Footwear is crucial to climbing innovation and every bit as closely linked to the progress of the sport as technical hardware. Prior to the advent of Vibram soles in the post Second World War era, boots were normally nailed, a practice which dated back to Roman times. Very often the nails were used to protect the expensive leather and give the footwear longer life. This same principle was used when ‘irons’ shaped like horseshoes were fitted to wooden clogs in many areas of northern England until the 1950s.
Climbers began at a very early period to customise the patterns of their nails. John Ball, the first president of the Alpine Club, is the first recorded climber (Sept 1857) who modified his nails, “stopping for half an hour to screw in his points” whilst en route to the summit of Monte Pelmo in the Dolomites.
Félix Genecand, a jeweller by profession and passionate climber based in Geneva, Switzerland, designed a new type of boot nail and nailing system in 1912. It was a performance breakthrough which came because he was able to harden nails for the first time by making them in 2 pieces. The hard gripping part was brazed to the softer malleable part which was attached to the boot by a transverse double nail. The hardened steel nails were aligned with the periphery of the toe of the boot, so giving the boot and the climber the ability to grip a much smaller hold, even to a small pebble. Additionally the nails could be fitted without the specialist help of a cobbler and ensured greater length of life. The name he gave to these nails was the affectionate nickname given to him personally by his climbing friends, “Tricouni” after the climb of the same name in the Salève near Geneva. Nailed boots were very effective on wet, lichenous or ice covered rock and were perfect on nevée slopes and good in ice steps. For many alpine climbs of the day, crampons were unnecessary. It is possible that this very effectiveness, combined with the common practise of employing guides who did the step cutting, slowed down the progression of crampon development ( and the usage techniques which accompanied it) despite the design of the Eckenstein crampon in 1908 -12.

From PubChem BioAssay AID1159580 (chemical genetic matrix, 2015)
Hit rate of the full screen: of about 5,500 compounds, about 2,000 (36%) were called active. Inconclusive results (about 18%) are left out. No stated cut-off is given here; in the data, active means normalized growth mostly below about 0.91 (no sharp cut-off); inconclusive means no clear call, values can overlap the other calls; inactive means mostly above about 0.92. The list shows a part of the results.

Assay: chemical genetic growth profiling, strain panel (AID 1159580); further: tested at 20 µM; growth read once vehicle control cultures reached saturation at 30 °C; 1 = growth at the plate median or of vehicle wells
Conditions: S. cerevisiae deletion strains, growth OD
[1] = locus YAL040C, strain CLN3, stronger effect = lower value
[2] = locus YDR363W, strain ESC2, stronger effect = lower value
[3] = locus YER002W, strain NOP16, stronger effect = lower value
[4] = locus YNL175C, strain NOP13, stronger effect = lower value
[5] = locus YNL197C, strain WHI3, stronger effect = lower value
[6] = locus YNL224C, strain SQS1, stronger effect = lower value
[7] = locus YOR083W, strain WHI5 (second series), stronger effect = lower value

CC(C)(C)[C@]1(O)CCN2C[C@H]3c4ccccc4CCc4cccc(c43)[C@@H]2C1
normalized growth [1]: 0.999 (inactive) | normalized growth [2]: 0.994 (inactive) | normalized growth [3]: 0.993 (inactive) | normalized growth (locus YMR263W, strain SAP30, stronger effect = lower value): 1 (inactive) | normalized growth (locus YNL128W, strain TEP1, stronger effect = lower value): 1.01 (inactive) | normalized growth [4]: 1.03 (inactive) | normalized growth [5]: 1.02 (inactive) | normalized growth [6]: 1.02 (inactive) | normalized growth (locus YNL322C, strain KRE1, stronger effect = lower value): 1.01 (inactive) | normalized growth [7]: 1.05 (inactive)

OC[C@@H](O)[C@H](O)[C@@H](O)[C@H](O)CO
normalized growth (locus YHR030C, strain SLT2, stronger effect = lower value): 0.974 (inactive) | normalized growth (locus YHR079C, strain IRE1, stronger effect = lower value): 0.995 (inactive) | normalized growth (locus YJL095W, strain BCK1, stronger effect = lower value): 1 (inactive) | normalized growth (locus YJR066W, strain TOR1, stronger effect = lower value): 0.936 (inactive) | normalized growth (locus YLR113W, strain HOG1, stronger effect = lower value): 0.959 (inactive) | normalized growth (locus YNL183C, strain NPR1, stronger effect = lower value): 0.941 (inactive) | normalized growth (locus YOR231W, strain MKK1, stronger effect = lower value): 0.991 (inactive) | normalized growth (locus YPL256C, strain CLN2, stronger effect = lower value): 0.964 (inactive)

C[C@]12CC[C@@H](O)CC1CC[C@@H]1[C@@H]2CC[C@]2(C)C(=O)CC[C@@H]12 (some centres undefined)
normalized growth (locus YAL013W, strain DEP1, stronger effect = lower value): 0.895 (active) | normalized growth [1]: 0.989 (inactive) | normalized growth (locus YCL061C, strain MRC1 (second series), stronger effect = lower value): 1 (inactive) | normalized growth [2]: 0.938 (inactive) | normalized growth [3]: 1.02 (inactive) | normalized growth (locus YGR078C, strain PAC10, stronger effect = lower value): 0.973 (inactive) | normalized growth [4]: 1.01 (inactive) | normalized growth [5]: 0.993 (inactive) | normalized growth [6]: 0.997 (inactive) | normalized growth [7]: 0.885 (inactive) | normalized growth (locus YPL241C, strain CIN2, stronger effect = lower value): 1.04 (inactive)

Robert Lawrie Catalogue
There were two critical insulation issues however with this type of footwear. Firstly nails were perfect for conducting heat away from the feet and secondly crampon straps restricted circulation. Boots were much less structured internally in this period, allowing straps to compress the foot much more easily than today, another reason why climbers avoided crampons. It was customary practice for alpine climbers to select boots large enough to be used with two pairs of socks. For Himalayan climbing the sizing was increased to allow three pairs of socks. However, simply adding more pairs of socks could not solve the problem and there were many attempts to improve boot design.